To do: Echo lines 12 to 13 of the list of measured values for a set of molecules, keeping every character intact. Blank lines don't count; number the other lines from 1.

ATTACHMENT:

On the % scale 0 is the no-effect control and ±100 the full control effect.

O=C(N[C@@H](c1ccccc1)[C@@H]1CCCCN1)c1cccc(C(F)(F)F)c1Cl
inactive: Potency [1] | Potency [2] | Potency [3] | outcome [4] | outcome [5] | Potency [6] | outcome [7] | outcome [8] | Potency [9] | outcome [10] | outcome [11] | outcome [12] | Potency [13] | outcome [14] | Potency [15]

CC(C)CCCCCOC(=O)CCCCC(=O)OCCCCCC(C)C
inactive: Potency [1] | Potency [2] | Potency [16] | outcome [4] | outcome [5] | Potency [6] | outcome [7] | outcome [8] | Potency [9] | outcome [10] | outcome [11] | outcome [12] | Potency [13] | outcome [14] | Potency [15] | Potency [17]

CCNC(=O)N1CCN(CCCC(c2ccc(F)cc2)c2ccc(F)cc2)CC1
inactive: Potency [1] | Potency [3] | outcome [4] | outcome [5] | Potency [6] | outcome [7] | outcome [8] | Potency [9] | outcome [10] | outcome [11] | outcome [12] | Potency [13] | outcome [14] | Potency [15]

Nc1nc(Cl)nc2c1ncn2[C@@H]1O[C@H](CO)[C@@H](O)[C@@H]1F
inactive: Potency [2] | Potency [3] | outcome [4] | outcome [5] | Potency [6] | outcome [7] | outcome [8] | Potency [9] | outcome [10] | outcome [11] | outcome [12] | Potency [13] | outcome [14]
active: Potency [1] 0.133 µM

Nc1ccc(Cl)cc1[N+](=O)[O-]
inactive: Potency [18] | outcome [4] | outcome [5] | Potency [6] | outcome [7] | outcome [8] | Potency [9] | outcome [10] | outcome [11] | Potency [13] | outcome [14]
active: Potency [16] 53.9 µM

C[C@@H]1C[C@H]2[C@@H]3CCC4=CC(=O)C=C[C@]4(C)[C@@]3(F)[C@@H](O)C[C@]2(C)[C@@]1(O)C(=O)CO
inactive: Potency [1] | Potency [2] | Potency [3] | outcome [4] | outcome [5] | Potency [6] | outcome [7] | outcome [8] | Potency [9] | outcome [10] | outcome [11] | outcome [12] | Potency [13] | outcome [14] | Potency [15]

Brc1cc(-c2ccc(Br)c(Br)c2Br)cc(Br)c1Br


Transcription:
inactive: Potency [18] | outcome [4] | outcome [5] | Potency [6] | outcome [7] | outcome [8] | Potency [9] | outcome [10] | outcome [11] | Potency [13] | outcome [14]
active: Potency [16] 53.9 µM